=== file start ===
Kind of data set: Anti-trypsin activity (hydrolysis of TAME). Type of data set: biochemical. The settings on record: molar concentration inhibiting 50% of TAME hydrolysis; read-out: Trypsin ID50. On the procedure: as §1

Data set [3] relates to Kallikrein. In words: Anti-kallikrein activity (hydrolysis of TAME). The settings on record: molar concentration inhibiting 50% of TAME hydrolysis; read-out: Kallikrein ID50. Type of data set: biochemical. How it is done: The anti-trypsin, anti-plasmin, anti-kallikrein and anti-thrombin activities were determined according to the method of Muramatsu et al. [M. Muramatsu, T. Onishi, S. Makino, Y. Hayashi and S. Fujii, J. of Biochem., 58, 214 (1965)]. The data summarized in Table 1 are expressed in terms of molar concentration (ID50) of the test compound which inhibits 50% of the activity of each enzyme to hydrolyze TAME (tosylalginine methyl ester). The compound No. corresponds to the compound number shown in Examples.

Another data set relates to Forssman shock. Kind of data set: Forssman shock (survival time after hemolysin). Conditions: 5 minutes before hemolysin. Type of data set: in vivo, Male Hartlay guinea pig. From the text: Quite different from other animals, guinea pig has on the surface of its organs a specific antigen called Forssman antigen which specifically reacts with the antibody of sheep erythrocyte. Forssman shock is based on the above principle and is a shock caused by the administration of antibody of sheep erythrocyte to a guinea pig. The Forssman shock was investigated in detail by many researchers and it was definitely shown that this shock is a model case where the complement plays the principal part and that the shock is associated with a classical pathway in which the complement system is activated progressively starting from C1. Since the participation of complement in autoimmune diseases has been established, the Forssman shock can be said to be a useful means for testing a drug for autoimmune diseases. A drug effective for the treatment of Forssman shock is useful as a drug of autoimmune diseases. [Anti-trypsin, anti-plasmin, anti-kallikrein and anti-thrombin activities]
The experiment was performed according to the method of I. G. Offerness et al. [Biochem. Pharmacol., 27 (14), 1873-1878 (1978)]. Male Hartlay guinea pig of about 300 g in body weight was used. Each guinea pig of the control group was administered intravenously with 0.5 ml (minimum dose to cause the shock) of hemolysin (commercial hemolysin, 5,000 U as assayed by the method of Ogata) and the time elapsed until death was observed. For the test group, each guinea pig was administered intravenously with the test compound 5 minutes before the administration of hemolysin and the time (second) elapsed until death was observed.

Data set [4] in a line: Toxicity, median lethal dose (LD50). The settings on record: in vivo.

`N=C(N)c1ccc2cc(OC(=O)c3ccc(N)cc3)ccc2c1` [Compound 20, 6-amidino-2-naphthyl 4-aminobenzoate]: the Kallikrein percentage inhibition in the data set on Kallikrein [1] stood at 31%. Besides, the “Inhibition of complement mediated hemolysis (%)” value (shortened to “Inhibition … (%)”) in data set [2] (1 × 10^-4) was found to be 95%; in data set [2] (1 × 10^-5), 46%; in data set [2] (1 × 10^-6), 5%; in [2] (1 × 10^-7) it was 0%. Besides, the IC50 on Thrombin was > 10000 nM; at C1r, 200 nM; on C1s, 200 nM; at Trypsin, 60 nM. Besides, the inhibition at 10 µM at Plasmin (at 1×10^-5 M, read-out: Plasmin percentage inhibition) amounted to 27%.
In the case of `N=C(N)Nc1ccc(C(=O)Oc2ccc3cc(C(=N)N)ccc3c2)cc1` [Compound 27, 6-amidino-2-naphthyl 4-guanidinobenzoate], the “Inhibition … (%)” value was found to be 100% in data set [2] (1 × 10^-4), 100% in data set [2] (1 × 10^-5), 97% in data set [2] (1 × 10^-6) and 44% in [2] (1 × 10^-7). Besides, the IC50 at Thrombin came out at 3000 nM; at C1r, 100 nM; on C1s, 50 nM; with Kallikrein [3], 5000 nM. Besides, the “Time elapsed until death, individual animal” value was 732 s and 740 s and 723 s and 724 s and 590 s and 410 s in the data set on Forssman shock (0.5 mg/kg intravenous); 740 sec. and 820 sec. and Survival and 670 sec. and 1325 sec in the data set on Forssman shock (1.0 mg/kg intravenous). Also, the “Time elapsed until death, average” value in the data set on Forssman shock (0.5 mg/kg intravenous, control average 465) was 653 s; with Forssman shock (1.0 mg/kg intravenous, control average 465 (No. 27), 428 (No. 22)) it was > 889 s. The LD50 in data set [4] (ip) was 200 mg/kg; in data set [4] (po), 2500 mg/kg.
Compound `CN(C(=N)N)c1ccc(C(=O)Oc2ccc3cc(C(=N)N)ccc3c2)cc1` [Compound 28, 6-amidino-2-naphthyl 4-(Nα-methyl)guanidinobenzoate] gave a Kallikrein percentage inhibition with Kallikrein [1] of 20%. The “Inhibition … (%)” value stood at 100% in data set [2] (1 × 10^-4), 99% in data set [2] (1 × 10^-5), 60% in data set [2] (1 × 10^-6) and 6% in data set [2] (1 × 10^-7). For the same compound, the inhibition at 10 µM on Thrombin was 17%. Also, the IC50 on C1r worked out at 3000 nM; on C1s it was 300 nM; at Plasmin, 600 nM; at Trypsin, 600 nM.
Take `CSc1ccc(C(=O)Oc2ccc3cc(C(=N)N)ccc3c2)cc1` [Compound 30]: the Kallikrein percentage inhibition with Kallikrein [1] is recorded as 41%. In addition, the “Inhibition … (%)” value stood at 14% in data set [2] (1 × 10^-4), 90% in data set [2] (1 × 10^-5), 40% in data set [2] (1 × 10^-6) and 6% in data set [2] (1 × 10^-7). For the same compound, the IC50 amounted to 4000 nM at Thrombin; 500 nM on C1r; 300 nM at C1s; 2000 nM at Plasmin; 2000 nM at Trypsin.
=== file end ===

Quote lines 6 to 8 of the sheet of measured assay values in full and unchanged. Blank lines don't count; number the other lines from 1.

`N=C(N)c1ccc2cc(OC(=O)c3ccc(N)cc3)ccc2c1` [Compound 20, 6-amidino-2-naphthyl 4-aminobenzoate]: the Kallikrein percentage inhibition in the data set on Kallikrein [1] stood at 31%. Besides, the “Inhibition of complement mediated hemolysis (%)” value (shortened to “Inhibition … (%)”) in data set [2] (1 × 10^-4) was found to be 95%; in data set [2] (1 × 10^-5), 46%; in data set [2] (1 × 10^-6), 5%; in [2] (1 × 10^-7) it was 0%. Besides, the IC50 on Thrombin was > 10000 nM; at C1r, 200 nM; on C1s, 200 nM; at Trypsin, 60 nM. Besides, the inhibition at 10 µM at Plasmin (at 1×10^-5 M, read-out: Plasmin percentage inhibition) amounted to 27%.
In the case of `N=C(N)Nc1ccc(C(=O)Oc2ccc3cc(C(=N)N)ccc3c2)cc1` [Compound 27, 6-amidino-2-naphthyl 4-guanidinobenzoate], the “Inhibition … (%)” value was found to be 100% in data set [2] (1 × 10^-4), 100% in data set [2] (1 × 10^-5), 97% in data set [2] (1 × 10^-6) and 44% in [2] (1 × 10^-7). Besides, the IC50 at Thrombin came out at 3000 nM; at C1r, 100 nM; on C1s, 50 nM; with Kallikrein [3], 5000 nM. Besides, the “Time elapsed until death, individual animal” value was 732 s and 740 s and 723 s and 724 s and 590 s and 410 s in the data set on Forssman shock (0.5 mg/kg intravenous); 740 sec. and 820 sec. and Survival and 670 sec. and 1325 sec in the data set on Forssman shock (1.0 mg/kg intravenous). Also, the “Time elapsed until death, average” value in the data set on Forssman shock (0.5 mg/kg intravenous, control average 465) was 653 s; with Forssman shock (1.0 mg/kg intravenous, control average 465 (No. 27), 428 (No. 22)) it was > 889 s. The LD50 in data set [4] (ip) was 200 mg/kg; in data set [4] (po), 2500 mg/kg.
Compound `CN(C(=N)N)c1ccc(C(=O)Oc2ccc3cc(C(=N)N)ccc3c2)cc1` [Compound 28, 6-amidino-2-naphthyl 4-(Nα-methyl)guanidinobenzoate] gave a Kallikrein percentage inhibition with Kallikrein [1] of 20%. The “Inhibition … (%)” value stood at 100% in data set [2] (1 × 10^-4), 99% in data set [2] (1 × 10^-5), 60% in data set [2] (1 × 10^-6) and 6% in data set [2] (1 × 10^-7). For the same compound, the inhibition at 10 µM on Thrombin was 17%. Also, the IC50 on C1r worked out at 3000 nM; on C1s it was 300 nM; at Plasmin, 600 nM; at Trypsin, 600 nM.